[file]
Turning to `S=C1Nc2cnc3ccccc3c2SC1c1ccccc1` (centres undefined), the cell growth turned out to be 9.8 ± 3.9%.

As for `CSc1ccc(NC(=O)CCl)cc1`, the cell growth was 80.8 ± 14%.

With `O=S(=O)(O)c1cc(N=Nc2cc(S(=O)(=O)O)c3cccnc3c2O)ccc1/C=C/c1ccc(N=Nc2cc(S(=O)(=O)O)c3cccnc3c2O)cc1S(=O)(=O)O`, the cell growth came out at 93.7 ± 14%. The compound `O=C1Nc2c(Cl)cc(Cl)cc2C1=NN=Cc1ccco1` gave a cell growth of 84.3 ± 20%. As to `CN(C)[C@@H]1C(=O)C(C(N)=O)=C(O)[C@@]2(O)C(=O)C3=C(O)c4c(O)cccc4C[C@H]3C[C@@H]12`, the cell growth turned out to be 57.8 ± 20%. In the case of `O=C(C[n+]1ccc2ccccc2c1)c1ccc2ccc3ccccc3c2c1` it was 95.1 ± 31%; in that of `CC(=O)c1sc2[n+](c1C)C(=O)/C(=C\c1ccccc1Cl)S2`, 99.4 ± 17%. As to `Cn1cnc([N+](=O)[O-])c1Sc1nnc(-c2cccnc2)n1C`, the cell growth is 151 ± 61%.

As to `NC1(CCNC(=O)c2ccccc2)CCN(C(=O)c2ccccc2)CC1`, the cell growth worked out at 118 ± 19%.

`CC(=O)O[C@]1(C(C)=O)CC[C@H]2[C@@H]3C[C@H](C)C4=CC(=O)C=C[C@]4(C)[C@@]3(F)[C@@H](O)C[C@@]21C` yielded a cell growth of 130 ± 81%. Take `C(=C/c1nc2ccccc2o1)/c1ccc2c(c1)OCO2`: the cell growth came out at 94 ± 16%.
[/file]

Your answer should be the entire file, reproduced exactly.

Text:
Turning to `S=C1Nc2cnc3ccccc3c2SC1c1ccccc1` (centres undefined), the cell growth turned out to be 9.8 ± 3.9%.

As for `CSc1ccc(NC(=O)CCl)cc1`, the cell growth was 80.8 ± 14%.

With `O=S(=O)(O)c1cc(N=Nc2cc(S(=O)(=O)O)c3cccnc3c2O)ccc1/C=C/c1ccc(N=Nc2cc(S(=O)(=O)O)c3cccnc3c2O)cc1S(=O)(=O)O`, the cell growth came out at 93.7 ± 14%. The compound `O=C1Nc2c(Cl)cc(Cl)cc2C1=NN=Cc1ccco1` gave a cell growth of 84.3 ± 20%. As to `CN(C)[C@@H]1C(=O)C(C(N)=O)=C(O)[C@@]2(O)C(=O)C3=C(O)c4c(O)cccc4C[C@H]3C[C@@H]12`, the cell growth turned out to be 57.8 ± 20%. In the case of `O=C(C[n+]1ccc2ccccc2c1)c1ccc2ccc3ccccc3c2c1` it was 95.1 ± 31%; in that of `CC(=O)c1sc2[n+](c1C)C(=O)/C(=C\c1ccccc1Cl)S2`, 99.4 ± 17%. As to `Cn1cnc([N+](=O)[O-])c1Sc1nnc(-c2cccnc2)n1C`, the cell growth is 151 ± 61%.

As to `NC1(CCNC(=O)c2ccccc2)CCN(C(=O)c2ccccc2)CC1`, the cell growth worked out at 118 ± 19%.

`CC(=O)O[C@]1(C(C)=O)CC[C@H]2[C@@H]3C[C@H](C)C4=CC(=O)C=C[C@]4(C)[C@@]3(F)[C@@H](O)C[C@@]21C` yielded a cell growth of 130 ± 81%. Take `C(=C/c1nc2ccccc2o1)/c1ccc2c(c1)OCO2`: the cell growth came out at 94 ± 16%.